Service with a Smile
Many psychiatric calls are purely behavioral in nature. They are often the result of overwhelming and cumulative stressful events. Most require little more than reassurance and comfort by the health care provider. We may, however, lose sight of providing such compassion secondary to the accumulated stress we face ourselves in EMS. By learning how to honor yourself, you can most often disarm behavioral confrontations without the use of restraints and/or medication.
1. Describe emotional reactions that people exhibit during crisis situations.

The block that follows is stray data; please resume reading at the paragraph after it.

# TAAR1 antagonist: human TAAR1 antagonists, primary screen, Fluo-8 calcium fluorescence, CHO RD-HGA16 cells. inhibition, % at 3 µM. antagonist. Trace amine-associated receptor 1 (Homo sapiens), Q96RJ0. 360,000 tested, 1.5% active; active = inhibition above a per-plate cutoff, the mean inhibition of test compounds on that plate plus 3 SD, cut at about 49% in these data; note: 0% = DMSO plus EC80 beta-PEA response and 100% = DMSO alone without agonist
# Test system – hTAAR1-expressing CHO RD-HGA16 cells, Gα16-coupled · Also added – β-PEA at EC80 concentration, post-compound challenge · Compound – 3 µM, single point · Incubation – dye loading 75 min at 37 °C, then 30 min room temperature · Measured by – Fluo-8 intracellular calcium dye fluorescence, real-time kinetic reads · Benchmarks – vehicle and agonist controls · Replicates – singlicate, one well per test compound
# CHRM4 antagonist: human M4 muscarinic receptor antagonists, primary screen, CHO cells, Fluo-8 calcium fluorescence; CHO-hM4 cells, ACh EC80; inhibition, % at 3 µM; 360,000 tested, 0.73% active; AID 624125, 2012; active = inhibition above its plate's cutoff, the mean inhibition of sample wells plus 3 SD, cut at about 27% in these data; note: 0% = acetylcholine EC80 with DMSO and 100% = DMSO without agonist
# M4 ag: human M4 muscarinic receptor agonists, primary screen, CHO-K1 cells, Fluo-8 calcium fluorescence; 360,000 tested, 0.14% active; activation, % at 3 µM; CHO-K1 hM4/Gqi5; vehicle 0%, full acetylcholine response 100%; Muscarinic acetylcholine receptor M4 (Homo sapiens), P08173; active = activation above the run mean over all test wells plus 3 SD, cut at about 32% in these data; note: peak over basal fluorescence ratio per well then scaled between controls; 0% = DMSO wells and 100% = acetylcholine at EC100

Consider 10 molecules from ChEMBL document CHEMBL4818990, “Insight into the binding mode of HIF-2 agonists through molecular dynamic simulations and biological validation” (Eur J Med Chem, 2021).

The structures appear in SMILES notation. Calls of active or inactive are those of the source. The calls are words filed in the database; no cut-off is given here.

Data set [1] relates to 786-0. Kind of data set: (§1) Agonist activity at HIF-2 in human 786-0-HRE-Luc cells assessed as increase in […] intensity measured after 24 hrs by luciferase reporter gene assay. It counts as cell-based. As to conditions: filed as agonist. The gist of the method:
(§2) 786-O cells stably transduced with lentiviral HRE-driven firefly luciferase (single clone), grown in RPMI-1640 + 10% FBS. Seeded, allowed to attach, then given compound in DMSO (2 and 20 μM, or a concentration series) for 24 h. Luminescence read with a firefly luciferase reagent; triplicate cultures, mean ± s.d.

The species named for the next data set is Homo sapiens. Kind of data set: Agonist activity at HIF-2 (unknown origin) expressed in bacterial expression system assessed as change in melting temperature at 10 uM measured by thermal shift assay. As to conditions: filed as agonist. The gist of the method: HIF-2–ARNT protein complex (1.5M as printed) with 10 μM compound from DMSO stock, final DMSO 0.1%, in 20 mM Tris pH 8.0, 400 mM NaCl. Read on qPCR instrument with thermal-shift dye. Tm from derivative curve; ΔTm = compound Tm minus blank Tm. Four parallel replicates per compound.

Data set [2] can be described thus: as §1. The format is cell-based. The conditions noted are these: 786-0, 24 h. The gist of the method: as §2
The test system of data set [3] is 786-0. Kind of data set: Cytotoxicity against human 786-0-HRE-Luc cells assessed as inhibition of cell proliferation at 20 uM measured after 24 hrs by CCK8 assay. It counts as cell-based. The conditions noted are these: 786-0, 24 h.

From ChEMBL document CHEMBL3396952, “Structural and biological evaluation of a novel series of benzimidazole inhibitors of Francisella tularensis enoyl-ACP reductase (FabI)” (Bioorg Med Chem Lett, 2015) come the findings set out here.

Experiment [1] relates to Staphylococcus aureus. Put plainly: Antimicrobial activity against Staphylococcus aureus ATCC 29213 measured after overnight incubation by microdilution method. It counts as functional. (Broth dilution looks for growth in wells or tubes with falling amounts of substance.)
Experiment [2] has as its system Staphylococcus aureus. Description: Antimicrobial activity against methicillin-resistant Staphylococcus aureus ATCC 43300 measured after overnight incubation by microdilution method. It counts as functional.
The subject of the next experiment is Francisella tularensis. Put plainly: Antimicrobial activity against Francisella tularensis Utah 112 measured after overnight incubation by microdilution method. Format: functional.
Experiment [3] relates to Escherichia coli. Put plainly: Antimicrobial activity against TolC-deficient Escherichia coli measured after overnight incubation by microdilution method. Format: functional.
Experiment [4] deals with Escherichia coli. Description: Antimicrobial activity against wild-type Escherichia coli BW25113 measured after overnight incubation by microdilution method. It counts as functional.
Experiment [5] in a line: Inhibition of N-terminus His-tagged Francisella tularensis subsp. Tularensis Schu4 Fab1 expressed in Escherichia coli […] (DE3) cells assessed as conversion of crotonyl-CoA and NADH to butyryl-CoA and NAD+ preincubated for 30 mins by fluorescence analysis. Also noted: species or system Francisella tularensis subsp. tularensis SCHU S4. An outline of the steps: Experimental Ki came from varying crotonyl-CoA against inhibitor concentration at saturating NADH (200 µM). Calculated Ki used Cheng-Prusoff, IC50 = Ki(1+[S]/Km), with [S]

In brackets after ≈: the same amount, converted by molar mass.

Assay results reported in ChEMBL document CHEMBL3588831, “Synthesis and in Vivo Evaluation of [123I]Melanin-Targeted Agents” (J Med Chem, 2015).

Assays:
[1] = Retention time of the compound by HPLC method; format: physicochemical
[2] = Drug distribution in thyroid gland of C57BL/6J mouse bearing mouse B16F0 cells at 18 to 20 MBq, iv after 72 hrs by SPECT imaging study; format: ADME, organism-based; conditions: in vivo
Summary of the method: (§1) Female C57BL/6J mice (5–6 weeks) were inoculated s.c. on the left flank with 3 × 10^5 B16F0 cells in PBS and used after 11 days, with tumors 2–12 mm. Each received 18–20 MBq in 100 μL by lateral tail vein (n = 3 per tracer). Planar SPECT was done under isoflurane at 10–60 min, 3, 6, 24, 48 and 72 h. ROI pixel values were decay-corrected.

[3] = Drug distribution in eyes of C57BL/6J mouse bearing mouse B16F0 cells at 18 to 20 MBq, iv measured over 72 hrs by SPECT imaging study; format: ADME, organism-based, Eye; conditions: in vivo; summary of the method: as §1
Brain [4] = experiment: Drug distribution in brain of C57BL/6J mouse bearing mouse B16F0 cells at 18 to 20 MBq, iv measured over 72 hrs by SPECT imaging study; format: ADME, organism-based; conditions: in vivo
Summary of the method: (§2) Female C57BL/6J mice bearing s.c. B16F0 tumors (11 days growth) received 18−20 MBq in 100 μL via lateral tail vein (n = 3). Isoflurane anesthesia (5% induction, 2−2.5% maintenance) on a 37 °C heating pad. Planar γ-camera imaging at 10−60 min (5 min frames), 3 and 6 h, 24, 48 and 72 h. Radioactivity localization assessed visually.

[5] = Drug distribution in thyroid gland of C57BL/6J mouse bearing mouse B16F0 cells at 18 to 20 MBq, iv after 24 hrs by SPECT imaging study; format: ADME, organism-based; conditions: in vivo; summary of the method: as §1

2. List several ways to control a potentially violent situation other than through the use of restraints.
3. Distinguish between a psychiatric emergency and an emotional crisis.
4. Describe verbal communication techniques useful in managing the emotionally disturbed patient.
5. Recognize the common causes of disruptive behavior.
6. Discuss how to control you own anger when confronted with a hostile patient.
7. Define your role as a comfort provider when interacting with hostile patients.
8. Describe how successful interactions with patients begin with honoring yourself.